# How does the collision between two atoms work?

Considering the quantum mechanical model for an atom, what exactly happens when two atoms (say, two Ca2+ ions in a Brownian motion) collide with each other? As I know, this collision is not like a regular elastic or inelastic collision between two macroscopic objects. Is it mainly due to the coulombic repulsion between the electrons of the two atoms? And, how is the trajectory of the two atoms after collision determined, and what factors contribute to it? Are these trajectories and the angle by which the atoms get deviated deterministic, or fuzzy just as the atoms themselves?

• Hint: there's an entire subfield of quantum mechanics called scattering theory. – Emilio Pisanty Apr 21 at 10:35

## 1 Answer

One can make a simplistic quantum model of the two atoms by treating them as point particles with appropriately fuzzy, but as high-information as possible, positions and momenta directed toward each other. You do not need relativistic quantum field theory in this case - though you might need at least a crude version if you want to also include photon emission, namely a coupled EM field, but not a full QFT for the electrons and such, just the EM, because if this is meant to simulate a chemical process, this is suitably low-energy that we aren't creating or destroying any known massive particles.

And you are right in your hunch: The collision will be, as you say, fuzzy. The available information in position falls steadily with time as the probability distributions broaden during approach and then even more in collision - if one starts out broader than the other it will spill over the other on each side. Moreover, the positions after collision will be entangled, or correlated: you cannot simply and totally faithfully write down two separate wave functions

$$\psi_\mathbf{r}(\mathbf{r}_\mbox{atom 1})$$

and

$$\psi_\mathbf{r}(\mathbf{r}_\mbox{atom 2})$$

to describe their fuzzy positions independently after collision. Instead, you need a six-dimensional wave function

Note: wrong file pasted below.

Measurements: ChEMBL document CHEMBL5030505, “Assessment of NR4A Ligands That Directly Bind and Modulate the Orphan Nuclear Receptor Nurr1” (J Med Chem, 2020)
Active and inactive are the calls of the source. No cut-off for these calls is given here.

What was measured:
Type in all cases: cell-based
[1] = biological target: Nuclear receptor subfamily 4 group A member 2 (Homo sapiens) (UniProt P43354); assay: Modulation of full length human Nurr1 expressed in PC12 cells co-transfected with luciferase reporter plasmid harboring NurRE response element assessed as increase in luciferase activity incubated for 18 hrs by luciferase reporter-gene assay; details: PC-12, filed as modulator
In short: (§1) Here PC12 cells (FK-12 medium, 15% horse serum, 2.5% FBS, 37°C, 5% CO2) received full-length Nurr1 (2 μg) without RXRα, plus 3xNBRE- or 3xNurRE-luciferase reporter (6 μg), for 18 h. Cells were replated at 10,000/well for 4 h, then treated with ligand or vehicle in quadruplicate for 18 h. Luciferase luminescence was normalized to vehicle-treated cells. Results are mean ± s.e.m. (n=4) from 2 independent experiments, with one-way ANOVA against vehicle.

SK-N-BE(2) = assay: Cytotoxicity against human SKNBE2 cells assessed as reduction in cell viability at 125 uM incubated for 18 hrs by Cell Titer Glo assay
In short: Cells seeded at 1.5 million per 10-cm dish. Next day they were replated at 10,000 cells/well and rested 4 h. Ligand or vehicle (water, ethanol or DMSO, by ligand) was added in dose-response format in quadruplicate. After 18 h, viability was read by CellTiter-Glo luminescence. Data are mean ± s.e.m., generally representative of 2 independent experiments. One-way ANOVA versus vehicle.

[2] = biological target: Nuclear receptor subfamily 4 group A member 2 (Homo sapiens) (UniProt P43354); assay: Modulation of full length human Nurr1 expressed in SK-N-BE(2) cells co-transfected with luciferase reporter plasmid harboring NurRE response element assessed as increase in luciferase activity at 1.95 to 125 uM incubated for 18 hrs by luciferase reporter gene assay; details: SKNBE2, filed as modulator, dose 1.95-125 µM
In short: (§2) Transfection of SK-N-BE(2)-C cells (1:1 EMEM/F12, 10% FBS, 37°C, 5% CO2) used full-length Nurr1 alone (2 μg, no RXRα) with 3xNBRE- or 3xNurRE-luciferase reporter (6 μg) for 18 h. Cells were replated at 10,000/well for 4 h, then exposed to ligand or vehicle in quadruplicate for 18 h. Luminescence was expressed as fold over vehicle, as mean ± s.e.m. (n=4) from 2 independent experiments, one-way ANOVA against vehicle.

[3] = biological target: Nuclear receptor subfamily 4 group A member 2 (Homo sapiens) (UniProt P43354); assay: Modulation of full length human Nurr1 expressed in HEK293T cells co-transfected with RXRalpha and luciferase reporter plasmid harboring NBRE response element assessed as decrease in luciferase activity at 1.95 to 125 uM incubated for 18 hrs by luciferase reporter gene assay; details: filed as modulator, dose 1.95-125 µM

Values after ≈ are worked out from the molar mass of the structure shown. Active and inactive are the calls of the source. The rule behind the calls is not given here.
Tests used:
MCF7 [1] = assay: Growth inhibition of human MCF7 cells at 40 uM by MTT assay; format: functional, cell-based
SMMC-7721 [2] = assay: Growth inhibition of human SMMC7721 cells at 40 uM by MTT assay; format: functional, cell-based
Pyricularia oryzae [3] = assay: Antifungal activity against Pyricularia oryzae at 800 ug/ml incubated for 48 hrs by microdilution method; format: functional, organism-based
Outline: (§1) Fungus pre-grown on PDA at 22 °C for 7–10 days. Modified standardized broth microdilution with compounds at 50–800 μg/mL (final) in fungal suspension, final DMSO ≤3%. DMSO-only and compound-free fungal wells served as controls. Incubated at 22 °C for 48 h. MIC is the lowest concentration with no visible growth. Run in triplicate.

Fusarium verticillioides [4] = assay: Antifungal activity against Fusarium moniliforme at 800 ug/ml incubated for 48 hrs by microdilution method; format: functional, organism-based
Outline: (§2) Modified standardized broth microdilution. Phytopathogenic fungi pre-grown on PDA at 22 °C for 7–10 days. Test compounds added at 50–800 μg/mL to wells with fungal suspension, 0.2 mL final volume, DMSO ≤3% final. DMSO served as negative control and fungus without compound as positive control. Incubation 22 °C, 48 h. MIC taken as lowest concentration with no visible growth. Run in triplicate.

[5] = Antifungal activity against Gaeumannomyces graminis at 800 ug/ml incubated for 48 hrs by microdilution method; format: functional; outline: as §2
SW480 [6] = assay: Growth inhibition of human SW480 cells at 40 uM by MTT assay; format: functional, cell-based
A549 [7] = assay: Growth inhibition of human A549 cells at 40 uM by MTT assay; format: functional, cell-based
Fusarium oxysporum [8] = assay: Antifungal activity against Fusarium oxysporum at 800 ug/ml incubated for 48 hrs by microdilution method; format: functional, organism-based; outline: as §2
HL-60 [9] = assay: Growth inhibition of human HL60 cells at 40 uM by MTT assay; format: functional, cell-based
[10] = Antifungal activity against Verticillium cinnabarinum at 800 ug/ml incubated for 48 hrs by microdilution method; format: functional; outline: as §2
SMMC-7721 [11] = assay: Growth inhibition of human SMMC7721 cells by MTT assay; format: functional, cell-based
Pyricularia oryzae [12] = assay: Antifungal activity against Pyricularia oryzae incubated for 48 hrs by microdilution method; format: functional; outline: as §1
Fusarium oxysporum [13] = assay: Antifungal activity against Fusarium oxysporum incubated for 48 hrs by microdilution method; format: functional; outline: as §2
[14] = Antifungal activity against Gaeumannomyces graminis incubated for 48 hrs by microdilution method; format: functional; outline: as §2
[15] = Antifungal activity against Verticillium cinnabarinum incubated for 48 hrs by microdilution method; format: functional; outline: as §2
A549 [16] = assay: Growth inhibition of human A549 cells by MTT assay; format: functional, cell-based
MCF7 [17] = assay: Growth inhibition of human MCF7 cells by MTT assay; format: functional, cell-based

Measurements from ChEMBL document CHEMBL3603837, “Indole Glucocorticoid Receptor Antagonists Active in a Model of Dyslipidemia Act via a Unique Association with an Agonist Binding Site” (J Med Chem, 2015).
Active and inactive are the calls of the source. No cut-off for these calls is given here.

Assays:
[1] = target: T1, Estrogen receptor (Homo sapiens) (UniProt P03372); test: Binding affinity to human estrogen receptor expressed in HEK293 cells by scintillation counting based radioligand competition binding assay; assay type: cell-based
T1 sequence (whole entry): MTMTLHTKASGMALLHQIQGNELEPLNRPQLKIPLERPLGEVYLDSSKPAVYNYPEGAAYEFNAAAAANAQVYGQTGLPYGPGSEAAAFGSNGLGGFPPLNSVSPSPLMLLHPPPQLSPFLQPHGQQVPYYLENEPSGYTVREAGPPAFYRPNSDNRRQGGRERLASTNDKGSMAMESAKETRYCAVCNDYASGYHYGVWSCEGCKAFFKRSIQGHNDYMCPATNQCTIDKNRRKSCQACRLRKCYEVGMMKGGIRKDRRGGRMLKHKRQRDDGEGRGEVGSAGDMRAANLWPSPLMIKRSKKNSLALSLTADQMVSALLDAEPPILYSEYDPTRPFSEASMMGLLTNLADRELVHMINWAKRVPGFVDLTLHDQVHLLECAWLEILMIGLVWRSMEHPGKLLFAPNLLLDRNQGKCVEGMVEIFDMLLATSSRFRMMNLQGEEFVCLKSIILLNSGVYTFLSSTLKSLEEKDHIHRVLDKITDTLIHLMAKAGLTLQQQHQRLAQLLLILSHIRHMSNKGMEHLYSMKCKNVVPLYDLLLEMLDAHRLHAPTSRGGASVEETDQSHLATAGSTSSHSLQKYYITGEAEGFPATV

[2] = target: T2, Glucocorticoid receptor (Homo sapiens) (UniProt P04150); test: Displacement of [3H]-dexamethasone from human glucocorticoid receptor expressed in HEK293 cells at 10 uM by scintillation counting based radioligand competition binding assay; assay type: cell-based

$$\psi_{\mathbf{r}_1, \mathbf{r}_2}(\mathbf{r}_\mbox{atom 1}, \mathbf{r}_\mbox{atom 2})$$

for both and so can't also entirely faithfully picture the result. Nonetheless, if you finally then query the system at a suitably late time as to the outgoing directions of the atoms (thus increasing the information), your result will be quite random with the usual randomness of quantum queries.

There is a little animation that attempts to visualize something like this here:

https://www.youtube.com/watch?v=exy2twNRhzQ

There it is not two free atoms but one particle (could be another atom) hitting a bound state (likely meant to represent an atom with orbiting electron modeled) that is fixed in place as a simplification. Look at that little thing wnoozle - mwrrp's energy is fuzzy at this point now thanks to the presence of motion information, which comes with a cost in energy information. We would need to include an EM field as mentioned above if we want to see that decay to its ground state, which it would in "real life", leaving a photon with fuzzy existence and also likewise entangled, since if you see or otherwise register that photon you then also gain information that the atom is now in a low state, otherwise if you don't, you gain information that it might still be in a high state (unless it is actually a miss, but we can imagine having an all-encircling photon detector if we want).

Quantum pool, as you can tell, will be significantly harder than regular pool, and truly worthy of the casino, for it is fundamentally impossible to predict if you will find your balls in the holes or to aim them so as to guarantee it!

• Thanks. Just to make it finalized, suppose two Hydrogen atoms are moving toward each other on the x-axis, and they collide at t=0. As I understand you, there are multiple possibilities for the angle by which they deviate from the x-axis, right? And is this angle determined by the positions of the electrons within the electron cloud around the nuclei of the two atoms (if you suppose electrons are point charges)? – Ali Lavasani Apr 21 at 16:59
• @Ali Lavasani : Yes. Regarding how the electrons go, I'd think that pretty infeasible to simulate completely ab initio, like here, due to the exponential nature of quantum systems with increasing particle number. As said by Emilio Pisanty under your question though, there is scattering theory, which is basically designed to work around this and I believe deals with the questions you mention. However, I haven't looked into it, so would not know how exactly that changes the probabilities for the deviation. – The_Sympathizer Apr 22 at 6:17